The FT260 UART supports baud rate range from 1200 to 12M.
4.4.19
Set UART Data Bit
Direction: Feature Out
Offset
Field
Description
Byte 0
Report ID
0xA1
Byte 1
request
0x43: Set UART Data Bit
Byte 2
data_bit
The number of UART data bits:
0x07: 7 data bits
0x08: 8 data bits
4.4.20
Set UART Parity
Direction: Feature Out
Offset
Field
Description
Byte 0
Report ID
0xA1
Byte 1
request
0x44: Set UART Parity
Byte 2
parity
0: No parity
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1: Odd parity. This means that the parity bit is set to either ‘1’ or ‘0’
so that an odd number of 1’s are sent
2: Even parity. This means that the parity bit is set to either ‘1’ or ‘0’
so that an even number of 1’s are sent
3: High parity. This simply means that the parity bit is always High
4: Low parity. This simply means that the parity bit is always Low
4.4.21
Set UART Stop Bit
Direction: Feature Out
Offset
Field
Description
Byte 0
Report ID
0xA1
Byte 1
request
0x45: Set UART Stop Bit
Byte 2
stop_bit
The number of stop bits:
0: one stop bit
2: two stop bits
4.4.22
Set UART Breaking
Direction: Feature Out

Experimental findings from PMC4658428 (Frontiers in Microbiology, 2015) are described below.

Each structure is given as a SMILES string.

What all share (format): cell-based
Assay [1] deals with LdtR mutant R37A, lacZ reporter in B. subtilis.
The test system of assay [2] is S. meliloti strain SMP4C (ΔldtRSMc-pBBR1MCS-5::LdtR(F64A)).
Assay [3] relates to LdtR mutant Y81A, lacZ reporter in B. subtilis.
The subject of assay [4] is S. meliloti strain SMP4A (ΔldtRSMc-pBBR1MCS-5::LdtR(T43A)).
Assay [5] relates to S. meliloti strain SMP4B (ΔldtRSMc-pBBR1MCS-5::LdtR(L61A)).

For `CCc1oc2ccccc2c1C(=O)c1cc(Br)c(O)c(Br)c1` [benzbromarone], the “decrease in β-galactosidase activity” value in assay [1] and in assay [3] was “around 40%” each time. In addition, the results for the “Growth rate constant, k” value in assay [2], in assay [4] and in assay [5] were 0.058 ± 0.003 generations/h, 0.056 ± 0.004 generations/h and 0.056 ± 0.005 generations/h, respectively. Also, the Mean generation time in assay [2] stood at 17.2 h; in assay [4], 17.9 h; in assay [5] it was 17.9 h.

Offset
Field
Description
Byte 0
Report ID
0xA1
Byte 1
request
0x46: Set UART Breaking
Byte 2
breaking
When active the TXD line goes into ‘spacing’ state which causes a
break in the receiving UART.
0: no break
1: break
4.4.23
Set UART XON / XOFF
Direction: Feature Out
Offset
Field
Description
Byte 0
Report ID
0xA1
Byte 1
request
0x49: Set UART XON / XOFF
Byte 2
XON char
Character to be used for XON flow control
Byte 3
XOFF char
Character to be used for XOFF flow control
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4.5 I²C
I2C (Inter Integrated Circuit) is a multi-master serial bus invented by Philips. I 2C uses two bidirectional open-drain wires called serial data (SDA) and serial clock (SCL). Common I²C bus
speeds are the 100 kbit/s standard mode (SM), 400 kbit/s fast mode (FM), 1 Mbit/s Fast mode
plus (FM+), and 3.4 Mbit/s High Speed mode (HS).
I²C transaction
All I²C transactions begin with a START condition, a slave address, a single bit representing write
(0) or read (1), and are terminated by a STOP condition. All transactions are controlled by the
master.
STOP
8 bit data
ACK
8 bit data
ACK
8 bit data
ACK
ACK
Read/
Write
Start
7 bit slave
address
I²C defines three basic types of message:



Single message where a master writes data to a slave;
Single message where a master reads data from a slave;
Combined messages, where a master issues at least two reads and/or writes to one or more
slaves
For more information on the protocol, refer to the I²C specification.
The FT260 provides flexibility to allow users to decide when to send START and STOP conditions.
Here are some examples. The following scenarios are supported by the FT260.
Send data with START_AND_STOP conditions
8 bit data
STOP
8 bit data
ACK
ACK
8 bit data
ACK
ACK
write
Start
7 bit slave
address
Send the first packet with START condition, and then send remaining data in the other packet with